Anti-government protests in Iraq devolve into sectarian fighting(Read article summary)
Reports indicate that 128 people have been killed since clashes erupted between security forces and mostly Sunni protesters calling for the resignation of Shiite Prime Minister Nour al-Maliki.
• A daily summary of global reports on security issues.
Scores of Iraqis have been killed in two days of sectarian fighting in central Iraq, raising concerns about a new Sunni uprising against the Shiite central government.
Agence France-Presse reports that 128 people have been killed and 269 wounded since Tuesday in fighting between security forces and anti-government protesters in Sunni-majority regions of the mostly Shiite country. The protesters have been calling for the resignation of Shiite Prime Minister Nour al-Maliki, whose government they say has been targeting Sunnis.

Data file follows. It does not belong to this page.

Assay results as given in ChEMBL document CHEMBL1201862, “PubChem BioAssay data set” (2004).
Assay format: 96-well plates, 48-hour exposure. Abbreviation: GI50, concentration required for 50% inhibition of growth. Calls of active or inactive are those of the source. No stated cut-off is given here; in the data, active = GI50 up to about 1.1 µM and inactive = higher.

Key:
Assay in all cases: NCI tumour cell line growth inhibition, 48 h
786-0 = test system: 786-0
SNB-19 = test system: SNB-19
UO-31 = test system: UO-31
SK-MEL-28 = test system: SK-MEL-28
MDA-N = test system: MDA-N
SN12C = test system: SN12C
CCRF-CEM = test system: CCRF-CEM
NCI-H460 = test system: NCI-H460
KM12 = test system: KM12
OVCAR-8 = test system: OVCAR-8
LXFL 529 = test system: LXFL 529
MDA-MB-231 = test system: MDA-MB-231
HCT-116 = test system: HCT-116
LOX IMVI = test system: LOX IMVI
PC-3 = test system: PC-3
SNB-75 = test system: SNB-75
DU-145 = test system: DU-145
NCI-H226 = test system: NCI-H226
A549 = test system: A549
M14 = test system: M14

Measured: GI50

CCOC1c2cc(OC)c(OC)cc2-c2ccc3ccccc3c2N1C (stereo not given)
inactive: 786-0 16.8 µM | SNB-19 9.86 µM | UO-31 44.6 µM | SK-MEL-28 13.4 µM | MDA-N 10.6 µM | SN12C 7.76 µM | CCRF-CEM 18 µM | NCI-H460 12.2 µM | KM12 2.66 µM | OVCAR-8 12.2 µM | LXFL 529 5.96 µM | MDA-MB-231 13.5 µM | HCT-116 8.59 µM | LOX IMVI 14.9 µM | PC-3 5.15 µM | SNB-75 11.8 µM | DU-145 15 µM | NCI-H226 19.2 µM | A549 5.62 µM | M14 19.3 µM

The protests brought together a combustible mix of Islamists, former insurgents, tribes and competing political camps across central and northern Iraq.
The government’s suspicions about the protesters and slow response to their demands had raised the prospect of an armed Sunni uprising. After Tuesday’s violence, it was no longer clear that such an uprising could be averted.
The Los Angeles Times writes that according to Iraqi authorities, the bloodshed began in the town of Hawija, near the northern city of Kirkuk, with 50 people killed, though the violence spread across the country quickly.
The Iraqi Defense Ministry said in a statement on Thursday that gunmen seized control of the town of Suleiman Beg, located north of Baghdad, after fighting with security forces on Wednesday, according to the Press Trust of India. AFP writes that five soldiers and seven gunmen were killed and 63 wounded in the town when the gunmen attacked in apparent revenge for Tuesday's violence. PTI adds that the gunmen seized the police station, and that the town is under siege by security forces.